Discovering avahi

One of the facts about modern computing which many people take for granted, is a LAN which can be browsed. Without such an ability, a Local Area Network only consists of IP addresses, and unless we have made special preparations otherwise, those IP addresses can also be reassigned by our router. Yet, this view of the LAN has prevailed under Linux for some time, where specific services need to be configured with text-files, and where users have made entries in the file ‘‘, such that specific host-names are associated with specific IP addresses, that are defined manually.

There exists a Linux solution to this problem, which can be installed with the package ‘‘. In short, this daemon provides in a Linux-friendly way, what the old ‘‘ used to provide under Windows. It associated packages, ‘‘, ‘‘, and ‘‘ , provide a GUI that allows the local computer to browse graphically. Additionally, the package ‘‘ allows for the host-names on the LAN to receive the suffix ‘‘, so that regular Linux programs can refer to those host-names and connect to their IP addresses transparently, without requiring manual configuration.

 


dirk@Phoenix:~$ ping Mithral.local
PING Mithral.local (192.168.2.10): 56 data bytes
64 bytes from 192.168.2.10: icmp_seq=0 ttl=128 time=0.183 ms
64 bytes from 192.168.2.10: icmp_seq=1 ttl=128 time=0.266 ms
64 bytes from 192.168.2.10: icmp_seq=2 ttl=128 time=0.275 ms
64 bytes from 192.168.2.10: icmp_seq=3 ttl=128 time=0.374 ms
64 bytes from 192.168.2.10: icmp_seq=4 ttl=128 time=0.281 ms
64 bytes from 192.168.2.10: icmp_seq=5 ttl=128 time=0.302 ms
64 bytes from 192.168.2.10: icmp_seq=6 ttl=128 time=0.465 ms
64 bytes from 192.168.2.10: icmp_seq=7 ttl=128 time=0.280 ms
^C--- Mithral.local ping statistics ---
8 packets transmitted, 8 packets received, 0% packet loss
round-trip min/avg/max/stddev = 0.183/0.303/0.465/0.078 ms
dirk@Phoenix:~$


 

Some people have noted problems getting this latter feature to work, but on my LAN, it just seems to work out-of-the-box.

avahi_1

It should be noted though, that if we install this to a computer which is not used to it, there can be some stability issues, and ‘‘ may not be compatible with arrangements some users have already made, to resolve their host-names. There was a specific problem I ran in to myself, after installing this on a laptop, according to which a list of available printers had become unstable, as viewed from one application.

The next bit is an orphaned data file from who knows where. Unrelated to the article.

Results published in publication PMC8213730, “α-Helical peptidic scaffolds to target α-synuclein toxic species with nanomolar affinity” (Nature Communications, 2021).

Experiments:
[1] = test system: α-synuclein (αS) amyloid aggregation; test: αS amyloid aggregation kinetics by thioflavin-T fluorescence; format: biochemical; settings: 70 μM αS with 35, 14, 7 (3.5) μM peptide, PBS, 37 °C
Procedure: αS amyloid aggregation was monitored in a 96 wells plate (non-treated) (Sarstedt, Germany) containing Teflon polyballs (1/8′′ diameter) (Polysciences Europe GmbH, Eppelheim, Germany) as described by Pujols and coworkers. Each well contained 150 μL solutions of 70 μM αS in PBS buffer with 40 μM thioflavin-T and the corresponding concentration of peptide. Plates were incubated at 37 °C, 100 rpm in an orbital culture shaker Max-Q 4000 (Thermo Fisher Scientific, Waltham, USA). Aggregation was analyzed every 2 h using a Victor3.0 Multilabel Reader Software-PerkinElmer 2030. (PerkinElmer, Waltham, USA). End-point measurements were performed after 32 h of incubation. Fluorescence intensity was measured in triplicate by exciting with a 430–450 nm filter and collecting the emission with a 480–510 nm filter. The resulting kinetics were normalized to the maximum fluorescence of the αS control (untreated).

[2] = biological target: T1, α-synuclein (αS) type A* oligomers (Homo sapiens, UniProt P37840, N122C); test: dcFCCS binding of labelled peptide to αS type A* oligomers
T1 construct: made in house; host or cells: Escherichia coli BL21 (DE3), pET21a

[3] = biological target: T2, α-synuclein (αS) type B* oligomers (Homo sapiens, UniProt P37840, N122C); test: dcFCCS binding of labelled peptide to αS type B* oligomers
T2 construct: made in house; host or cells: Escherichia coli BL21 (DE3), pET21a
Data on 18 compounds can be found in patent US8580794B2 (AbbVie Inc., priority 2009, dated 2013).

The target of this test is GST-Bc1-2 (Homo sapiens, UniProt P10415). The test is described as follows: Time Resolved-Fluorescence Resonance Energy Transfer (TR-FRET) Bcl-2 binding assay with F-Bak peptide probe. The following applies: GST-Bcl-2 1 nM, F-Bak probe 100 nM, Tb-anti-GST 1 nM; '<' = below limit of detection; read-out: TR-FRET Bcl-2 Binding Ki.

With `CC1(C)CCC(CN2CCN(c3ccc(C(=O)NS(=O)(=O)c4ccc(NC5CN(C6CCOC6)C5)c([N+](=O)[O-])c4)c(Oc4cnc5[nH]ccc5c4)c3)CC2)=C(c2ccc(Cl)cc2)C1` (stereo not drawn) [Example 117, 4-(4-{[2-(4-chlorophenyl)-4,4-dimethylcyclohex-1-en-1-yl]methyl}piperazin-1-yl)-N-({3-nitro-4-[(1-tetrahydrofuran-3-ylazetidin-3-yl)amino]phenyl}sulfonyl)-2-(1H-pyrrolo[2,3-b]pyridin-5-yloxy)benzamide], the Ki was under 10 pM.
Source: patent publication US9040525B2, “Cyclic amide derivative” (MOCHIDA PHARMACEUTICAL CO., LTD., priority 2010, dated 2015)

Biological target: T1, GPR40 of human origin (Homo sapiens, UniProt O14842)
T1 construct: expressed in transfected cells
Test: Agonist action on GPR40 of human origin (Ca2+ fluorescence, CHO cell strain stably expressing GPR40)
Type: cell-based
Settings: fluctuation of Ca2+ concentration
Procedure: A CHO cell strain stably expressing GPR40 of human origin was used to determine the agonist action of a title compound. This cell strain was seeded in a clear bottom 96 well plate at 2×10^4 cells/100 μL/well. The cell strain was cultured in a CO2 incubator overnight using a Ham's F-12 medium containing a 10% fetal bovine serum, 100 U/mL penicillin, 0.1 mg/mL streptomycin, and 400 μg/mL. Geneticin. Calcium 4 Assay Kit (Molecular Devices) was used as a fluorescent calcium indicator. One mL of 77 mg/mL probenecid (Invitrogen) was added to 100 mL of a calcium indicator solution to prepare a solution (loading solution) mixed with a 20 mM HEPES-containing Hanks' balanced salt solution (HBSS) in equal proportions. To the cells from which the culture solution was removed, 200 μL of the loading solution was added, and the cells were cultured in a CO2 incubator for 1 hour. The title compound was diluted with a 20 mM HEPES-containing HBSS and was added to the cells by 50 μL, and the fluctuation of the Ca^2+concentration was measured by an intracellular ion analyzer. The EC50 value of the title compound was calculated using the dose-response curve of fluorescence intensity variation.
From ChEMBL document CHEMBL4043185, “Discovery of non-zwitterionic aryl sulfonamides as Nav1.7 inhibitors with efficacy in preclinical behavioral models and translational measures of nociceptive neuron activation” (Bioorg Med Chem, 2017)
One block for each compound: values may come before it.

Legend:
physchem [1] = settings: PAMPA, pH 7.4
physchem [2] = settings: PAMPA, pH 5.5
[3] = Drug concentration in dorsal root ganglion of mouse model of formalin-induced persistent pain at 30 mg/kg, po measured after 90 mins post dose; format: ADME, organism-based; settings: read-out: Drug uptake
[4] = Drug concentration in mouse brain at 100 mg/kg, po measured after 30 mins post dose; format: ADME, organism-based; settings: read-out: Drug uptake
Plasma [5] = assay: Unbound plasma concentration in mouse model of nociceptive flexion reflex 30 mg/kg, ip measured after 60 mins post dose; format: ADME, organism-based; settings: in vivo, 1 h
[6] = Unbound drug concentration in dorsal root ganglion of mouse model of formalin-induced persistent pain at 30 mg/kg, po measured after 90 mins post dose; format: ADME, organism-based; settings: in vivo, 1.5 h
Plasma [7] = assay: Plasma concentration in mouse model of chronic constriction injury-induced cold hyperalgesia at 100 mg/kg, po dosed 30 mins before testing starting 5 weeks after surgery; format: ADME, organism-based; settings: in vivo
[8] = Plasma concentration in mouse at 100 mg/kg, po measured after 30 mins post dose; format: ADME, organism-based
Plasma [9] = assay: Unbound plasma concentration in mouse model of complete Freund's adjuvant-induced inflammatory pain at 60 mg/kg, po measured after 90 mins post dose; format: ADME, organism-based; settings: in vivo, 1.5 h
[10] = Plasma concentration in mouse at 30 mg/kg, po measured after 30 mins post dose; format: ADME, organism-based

Continue reading Discovering avahi

Two Hypothetical Ways, in which Push Notifications Could Work Over WiFi

The reality is that, being 52 years old and only having studied briefly in my distant past, my formal knowledge in Computing is actually lacking these days, and one subject which I know too little about, is how Push Notifications work. Back in my day, if a laptop was ‘asleep’ – i.e. In Standby – it was generally unable to be woken externally via WiFi, but did have hardware clocks that could wake it at scheduled times. Yet we know that mobile devices today, including Android and iOS devices, are able to receive push notifications from various servers, which do precisely that, and that this feature even works from behind a firewall. And so I can muse over how this might work.

I can think of two ways in which this can hypothetically work:

  1. The application framework can centralize the receipt of push notifications for the client device, to one UDP port number. If that port number receives a packet, the WiFi chip-set wakes up the main CPU.
  2. Each application that wants to receive them, can establish a client connection to a server in advance, which is to send them.

The problem with approach (1) is that, behind a firewall, by default, a device cannot be listening on a fixed port number, known to it. I.e., the same WAN IP Address could be associated with two devices, and a magic packet sent to one fixed port number, even if we know that IP Address, cannot be mapped to wake up the correct device. But this problem can be solved via UPnP, so that each device could open a listening port number for itself on the WAN, and know what its number is.

We do not always know that UPnP is available for every NAT implementation.

Approach (2) requires more from the device, in that a base-band CPU needs to keep a list, of which specific UDP ports on the client device will be allowed to wake up the main CPU, if that port receives a packet.

Presumably, this base-band CPU would also first verify, that the packet was received from the IP address, which the port in question is supposed to be connected to, on the other side, before waking the main CPU.

(Edit 12/19/2016 : Google can simply decide that after a certain Android API Number – i.e., Android version – the device needs to have specific features, that earlier Android APIs did not require.

Hence, starting from , or , Google could have decided that it was no longer a special app permission, for the user to acknowledge, to wake the device. Likewise, starting from some Android version, possessing a base-band CPU might have become mandatory for the hardware, so that the API can offer a certain type of push notification.)

Also, approach (1) would have as drawback, a lack of authentication. Any networked device could just send this magic packet to any other networked device, provided that both the IP address and the port number it is sensitive to are known.

Approach (2) would bring as an advantage, that only specific apps on the client device could be enabled to receive push notifications, and the O/S would be aware of which UDP ports those are sensitive on, so that the base-band CPU would only be waking up the main CPU, if push notifications were received and associated with an app authorized to wake the device.